Time to let your guard down, Tiger
ST. ANDREWS, Scotland -- Tiger Woods' body language -- arms tightly crossed, eyes unblinking, only one or two smile sightings -- said no, screamed, "Ask all the questions you want, but I will not break."
Another day, another tournament, another news conference and another example that Woods has latched and locked whatever window was briefly open to his inner thoughts. His answers during Tuesday's standing-room-only presser at The Open Championship were drab stuff. Then again, so were the questions.
I counted 35 exchanges during the interview session. Eighteen of them were golf related; 17 were post-sex-scandal related. The non-golf topics were predictable, mostly because we've heard versions of the same questions since Woods first met with the media in early April at the Masters.
The interview buzzwords of choice: redemption the F-word divorce parenthood FBI meeting image rehab blah, blah, blah.
Woods gave nothing Tuesday, except a variation of the same responses he's given for months. He especially dreaded the latest session because it included the British tabloids, which were getting their first shots at Woods on UK soil since the scandal broke eight months ago.
"At the Masters you made a big point that you wanted to interact with the crowd a lot more," one of the writers said of Woods' morning practice round, poking slightly, hoping perhaps to provoke. "You seemed a bit unhappy during your practice round. Will you continue to try to interact?"
Woods immediately activated the defense shields.
"I was fine this morning," he said. "I don't know what you are talking about."
"You looked a little upset out there this morning."
"Not at all," Woods said coolly.
The new Tiger is tired of talking about the old Tiger. By his calendar, he's been addressing the controversies since November. And it shows. In fact, I can tell you what he'll say before he says it. OK, I can't tell you about his changing putters after 11 years. That one came out of nowhere Tuesday.
Woods wants to turn the corner on his personal life. Can you blame him? He's been a human punch line for months. If not for Lindsay Lohan, Mel Gibson and BP, he'd still be a favorite of Leno's joke writers.
But once, just once, I'd like for Woods to walk into the interview room, dial down the defense shields and, when asked the inevitable question about the post-scandal Tiger, say something like: "I'm not asking for sympathy; I don't deserve that. But I'm hurting. And it's hard to play golf -- it's hard to do anything -- when your life is upside down, when you realize the impact of your actions. You guys want to take your shots? Fair enough. But this is real life, with real people. If any of you have ever had marital problems, you know what I'm talking about. It's hard and I'm just trying to put my life -- and the life of my kids -- back together. You don't have to respect me. All I'm asking is that you respect what I'm trying to do. Deal?"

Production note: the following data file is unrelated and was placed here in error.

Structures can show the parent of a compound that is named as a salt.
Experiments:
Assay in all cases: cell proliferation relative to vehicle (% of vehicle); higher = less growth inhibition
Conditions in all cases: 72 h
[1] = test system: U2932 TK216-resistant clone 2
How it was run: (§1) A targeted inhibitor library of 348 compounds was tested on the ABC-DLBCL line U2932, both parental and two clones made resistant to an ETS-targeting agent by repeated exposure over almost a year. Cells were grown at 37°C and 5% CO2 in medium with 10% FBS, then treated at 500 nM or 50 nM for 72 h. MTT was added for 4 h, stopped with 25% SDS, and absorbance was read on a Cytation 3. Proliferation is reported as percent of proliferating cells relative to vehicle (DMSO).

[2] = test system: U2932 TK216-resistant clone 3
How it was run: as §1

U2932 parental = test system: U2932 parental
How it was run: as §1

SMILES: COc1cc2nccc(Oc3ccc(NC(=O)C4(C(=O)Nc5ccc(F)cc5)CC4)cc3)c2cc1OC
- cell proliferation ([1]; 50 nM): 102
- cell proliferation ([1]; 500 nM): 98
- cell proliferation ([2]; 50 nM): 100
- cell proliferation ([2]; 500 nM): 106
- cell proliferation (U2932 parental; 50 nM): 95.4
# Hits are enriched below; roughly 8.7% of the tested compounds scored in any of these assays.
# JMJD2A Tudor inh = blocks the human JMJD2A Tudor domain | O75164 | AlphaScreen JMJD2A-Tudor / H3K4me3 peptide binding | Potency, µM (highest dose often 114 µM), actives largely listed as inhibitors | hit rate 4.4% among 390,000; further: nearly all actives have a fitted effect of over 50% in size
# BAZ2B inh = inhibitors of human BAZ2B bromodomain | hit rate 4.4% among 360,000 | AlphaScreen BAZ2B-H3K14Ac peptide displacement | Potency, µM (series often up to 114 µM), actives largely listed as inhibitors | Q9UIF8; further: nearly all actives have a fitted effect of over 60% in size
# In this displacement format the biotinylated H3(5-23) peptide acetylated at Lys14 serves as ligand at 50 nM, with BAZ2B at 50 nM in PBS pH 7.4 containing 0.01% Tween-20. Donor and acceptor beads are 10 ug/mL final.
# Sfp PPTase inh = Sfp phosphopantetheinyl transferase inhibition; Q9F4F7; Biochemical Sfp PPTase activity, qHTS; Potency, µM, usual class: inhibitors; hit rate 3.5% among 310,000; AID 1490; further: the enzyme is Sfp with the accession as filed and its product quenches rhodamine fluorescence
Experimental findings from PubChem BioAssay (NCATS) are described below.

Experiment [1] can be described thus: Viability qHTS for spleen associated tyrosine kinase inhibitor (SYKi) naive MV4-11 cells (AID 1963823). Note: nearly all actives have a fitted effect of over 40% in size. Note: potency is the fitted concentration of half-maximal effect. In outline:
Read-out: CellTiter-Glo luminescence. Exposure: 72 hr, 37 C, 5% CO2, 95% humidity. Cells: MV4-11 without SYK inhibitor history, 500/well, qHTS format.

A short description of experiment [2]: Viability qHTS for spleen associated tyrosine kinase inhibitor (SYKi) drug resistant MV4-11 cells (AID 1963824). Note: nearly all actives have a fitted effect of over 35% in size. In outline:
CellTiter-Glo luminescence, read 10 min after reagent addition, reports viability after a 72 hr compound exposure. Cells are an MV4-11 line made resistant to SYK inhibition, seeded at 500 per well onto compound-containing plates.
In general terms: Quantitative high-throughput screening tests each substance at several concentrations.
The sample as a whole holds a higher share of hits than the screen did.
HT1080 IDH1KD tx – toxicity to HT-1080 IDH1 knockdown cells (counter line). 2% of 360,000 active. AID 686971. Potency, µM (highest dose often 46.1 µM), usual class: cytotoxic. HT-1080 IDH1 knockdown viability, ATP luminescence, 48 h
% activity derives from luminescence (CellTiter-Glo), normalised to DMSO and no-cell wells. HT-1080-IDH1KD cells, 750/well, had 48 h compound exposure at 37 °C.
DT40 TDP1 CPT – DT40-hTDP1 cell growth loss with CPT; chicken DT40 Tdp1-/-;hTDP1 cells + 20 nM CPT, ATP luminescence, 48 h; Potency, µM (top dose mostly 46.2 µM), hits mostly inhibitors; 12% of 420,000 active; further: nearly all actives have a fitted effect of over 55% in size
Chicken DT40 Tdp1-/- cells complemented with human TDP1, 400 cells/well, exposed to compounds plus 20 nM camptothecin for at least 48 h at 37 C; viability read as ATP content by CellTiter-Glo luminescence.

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It will never happen, of course. His personality isn't built for that kind of conversation. I'm not sure he's capable of thinking in those terms. I think he thinks he has said everything that needs to be said.
To his credit, at least he showed up for the news conference. He's shown up for every news conference since his return -- pretournament sessions, postround sessions (with the lone exception of stiffing the media one day at The Memorial). And he's done it even when he wasn't in contention for one of the tournaments. He might not have said much, but unlike some big league ballplayers, he didn't go hide in the trainer's room.
If he thinks people will move on from his scandal, they will (and have). But he still needs to caulk the open spaces between the private Tiger and the public Tiger. Too much of a draft coming through.
He'll hate to hear it, but Woods could learn something from the world's No. 2 golfer, Phil Mickelson. Mickelson's life has been turned upside down, too (his mother and his wife are battling breast cancer), but he has handled those issues with honesty, grace and dignity, and when appropriate, with a sense of humor.
During Mickelson's interview session Tuesday, he cracked wise (lovingly) about Scottish accents. He even imitated some of the thick, Scottish brogue. He traded one-liners with writers. When someone questioned him about not winning majors, Mickelson gently and cleverly reminded him, "Yeah, April went well."
April, as in the month he won the Masters.
Mickelson was, well, human. He had a conversation, as opposed to treating the thing as though it were the Spanish Inquisition. Sure, the circumstances are vastly different from those facing Woods, but would it kill him if he loosened up? Just a little?
There are trust issues between Woods and the media. Always have been. Woods is an intensely private person who works in an intensely public arena. He makes his living on national and international television.
But it's time for Woods to realize the world -- and the media -- isn't against him. Tranquility wrist bracelets are a nice start. But there's nothing wrong with mixing in an actual heartfelt answer once in a while.
Here's an offer: better questions, better answers?
Just think about it, Tiger.
Gene Wojciechowski is the senior national columnist for ESPN.com. You can contact him at email@example.com. Hear Gene's podcasts and ESPN Radio appearances by clicking here.
2010 OPEN CHAMPIONSHIP
Many thought Louis Oosthuizen couldn't handle the pressure. The South African proved everyone wrong as he routed the field to win the 139th Open Championship at St. Andrews. Gene Wojciechowski
2010 champion: Louis Oosthuizen
Course: St. Andrews, Old Course
Where: St. Andrews, Fife, Scotland
Yardage, par: 6,721, par-72